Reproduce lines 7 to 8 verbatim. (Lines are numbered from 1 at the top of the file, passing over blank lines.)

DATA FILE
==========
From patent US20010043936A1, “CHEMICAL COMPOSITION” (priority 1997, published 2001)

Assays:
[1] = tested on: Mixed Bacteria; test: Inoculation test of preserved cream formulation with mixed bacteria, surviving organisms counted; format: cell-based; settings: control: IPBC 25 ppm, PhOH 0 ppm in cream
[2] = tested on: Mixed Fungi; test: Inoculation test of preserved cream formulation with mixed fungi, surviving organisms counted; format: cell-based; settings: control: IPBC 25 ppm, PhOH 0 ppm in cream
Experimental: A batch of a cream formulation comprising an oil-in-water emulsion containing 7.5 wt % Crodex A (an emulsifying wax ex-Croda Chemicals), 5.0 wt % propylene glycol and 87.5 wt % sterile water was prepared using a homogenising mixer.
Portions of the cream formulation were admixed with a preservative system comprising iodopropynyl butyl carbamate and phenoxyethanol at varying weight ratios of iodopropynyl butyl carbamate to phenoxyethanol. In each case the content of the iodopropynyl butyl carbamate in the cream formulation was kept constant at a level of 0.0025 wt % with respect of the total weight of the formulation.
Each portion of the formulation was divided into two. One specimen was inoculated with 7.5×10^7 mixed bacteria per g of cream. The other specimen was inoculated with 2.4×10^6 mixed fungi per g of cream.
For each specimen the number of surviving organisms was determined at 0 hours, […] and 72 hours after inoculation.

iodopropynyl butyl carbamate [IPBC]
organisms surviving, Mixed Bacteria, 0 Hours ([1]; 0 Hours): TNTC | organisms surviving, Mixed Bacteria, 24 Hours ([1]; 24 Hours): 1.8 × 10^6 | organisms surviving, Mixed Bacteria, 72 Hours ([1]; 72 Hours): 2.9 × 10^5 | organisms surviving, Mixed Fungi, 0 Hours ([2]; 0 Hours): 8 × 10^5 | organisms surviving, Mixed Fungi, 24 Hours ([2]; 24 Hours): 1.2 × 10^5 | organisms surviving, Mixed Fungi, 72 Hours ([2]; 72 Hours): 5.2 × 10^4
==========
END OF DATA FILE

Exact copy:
Each portion of the formulation was divided into two. One specimen was inoculated with 7.5×10^7 mixed bacteria per g of cream. The other specimen was inoculated with 2.4×10^6 mixed fungi per g of cream.
For each specimen the number of surviving organisms was determined at 0 hours, […] and 72 hours after inoculation.